Engine accessories: starters, pumps, sensors, valves
Engines come with hundreds of different accessories―making it all the more complex and demanding a task to maintain them quickly and reliably.
11.2017 | Text: Denis Dilba
Denis Dilba holds a degree in mechatronics, is a graduate of the German School of Journalism, and founded the “Substanz” digital science magazine. He writes articles about a wide variety of technical and business themes.
If you imagine an aero engine—with its compressors, turbines and combustor—as a human heart, then its accessories could be likened to the coronary blood vessels. Just as the human heart is surrounded by a network of arteries, the engine is surrounded by a range of supporting components. The analogy continues: accessories are split into numerous component groups that are critical to the functioning of the whole, as in the human heart. Should these accessories fail, the engine is at risk of suffering something akin to a heart attack: the engine can no longer operate safely and the aircraft must either perform an emergency landing or else remain grounded. Meanwhile, the costs incurred increase with every passing minute.
Christian Ludwig and his team are there to do all they can to avoid such a scenario. “And if it does happen, we’re the ones who can get the aircraft back in the air the fastest,” says the Director of Accessories Operations at MTU Maintenance Canada in Richmond. Here, right on the doorstep of Vancouver and its international airport, MTU has established its Accessory Repair Centre of Excellence (A.R.C.). Initially, the plan was simply to agglomerate accessories activities within MTU but, as the company continued to invest in the personnel and infrastructure required for accessories repair, it quickly saw the opportunity to turn it into its own, effective business.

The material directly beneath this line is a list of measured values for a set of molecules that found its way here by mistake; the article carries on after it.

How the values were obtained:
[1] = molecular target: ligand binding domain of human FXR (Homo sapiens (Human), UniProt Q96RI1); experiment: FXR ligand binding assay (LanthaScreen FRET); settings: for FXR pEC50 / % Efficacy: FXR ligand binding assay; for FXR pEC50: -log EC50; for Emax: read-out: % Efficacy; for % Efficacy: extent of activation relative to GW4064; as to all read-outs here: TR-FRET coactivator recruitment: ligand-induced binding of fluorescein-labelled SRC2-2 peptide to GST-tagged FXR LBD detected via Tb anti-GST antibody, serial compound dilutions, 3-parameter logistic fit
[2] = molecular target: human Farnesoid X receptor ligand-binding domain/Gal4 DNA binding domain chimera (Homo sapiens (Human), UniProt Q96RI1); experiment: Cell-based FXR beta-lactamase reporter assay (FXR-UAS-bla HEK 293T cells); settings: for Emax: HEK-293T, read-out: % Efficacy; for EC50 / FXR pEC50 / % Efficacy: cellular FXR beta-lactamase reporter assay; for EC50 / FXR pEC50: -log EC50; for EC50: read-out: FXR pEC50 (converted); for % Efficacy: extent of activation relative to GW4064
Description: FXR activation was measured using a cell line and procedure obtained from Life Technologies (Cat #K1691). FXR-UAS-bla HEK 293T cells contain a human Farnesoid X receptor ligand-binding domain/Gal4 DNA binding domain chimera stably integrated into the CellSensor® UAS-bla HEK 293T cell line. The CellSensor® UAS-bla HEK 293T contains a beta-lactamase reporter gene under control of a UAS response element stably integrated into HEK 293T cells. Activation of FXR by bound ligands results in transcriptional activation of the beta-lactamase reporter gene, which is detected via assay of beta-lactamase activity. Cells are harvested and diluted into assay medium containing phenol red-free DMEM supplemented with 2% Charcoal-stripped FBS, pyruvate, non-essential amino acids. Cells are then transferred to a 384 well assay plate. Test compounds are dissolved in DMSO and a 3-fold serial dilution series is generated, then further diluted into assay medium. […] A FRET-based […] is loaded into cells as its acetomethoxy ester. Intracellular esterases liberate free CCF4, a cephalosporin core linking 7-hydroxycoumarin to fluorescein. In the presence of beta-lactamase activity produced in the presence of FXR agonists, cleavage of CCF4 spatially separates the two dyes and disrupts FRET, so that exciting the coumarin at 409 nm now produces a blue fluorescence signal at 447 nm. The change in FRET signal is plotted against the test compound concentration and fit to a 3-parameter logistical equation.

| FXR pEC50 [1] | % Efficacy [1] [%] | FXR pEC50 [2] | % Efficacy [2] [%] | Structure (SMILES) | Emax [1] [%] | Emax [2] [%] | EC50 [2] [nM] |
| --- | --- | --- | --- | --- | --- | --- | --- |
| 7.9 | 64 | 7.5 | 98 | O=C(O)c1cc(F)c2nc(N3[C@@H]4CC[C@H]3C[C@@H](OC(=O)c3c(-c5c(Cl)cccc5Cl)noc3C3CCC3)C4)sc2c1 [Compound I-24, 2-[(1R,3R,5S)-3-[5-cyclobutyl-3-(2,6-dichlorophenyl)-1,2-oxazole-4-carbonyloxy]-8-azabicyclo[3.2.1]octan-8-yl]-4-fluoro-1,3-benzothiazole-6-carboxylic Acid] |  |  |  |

Extreme complexity: engines come with hundreds of different accessories.
Starter for the V2500 and the GE90
Fuel-cooled oil cooler (FCOC)
Hydraulic pump for CF6 engines
Fuel pump for the CF6-80C2
Air-cooled cooler (ACDC)
Actuator for active clearance control
Valve for active clearance control
“The biggest challenge when it comes to accessories is the enormous complexity involved,” says Ludwig—a level of complexity that only a select few in the market have a handle on. One single engine has an average of 80 different accessories, manufactured by 15 to 20 different suppliers. The array of components ranges all the way from starter motors, fuel pumps, hydraulic pumps, actuators, sensors, and valves all the way to wiring harnesses and tubing. “When you’re catering to all sorts of different engine types, like we are, it quickly amounts to a bewildering array of hundreds of different accessories that you have to manage,” says Ludwig. Just the logistics of gathering together the individual parts required to repair a wide range of accessories is an enormous task in itself.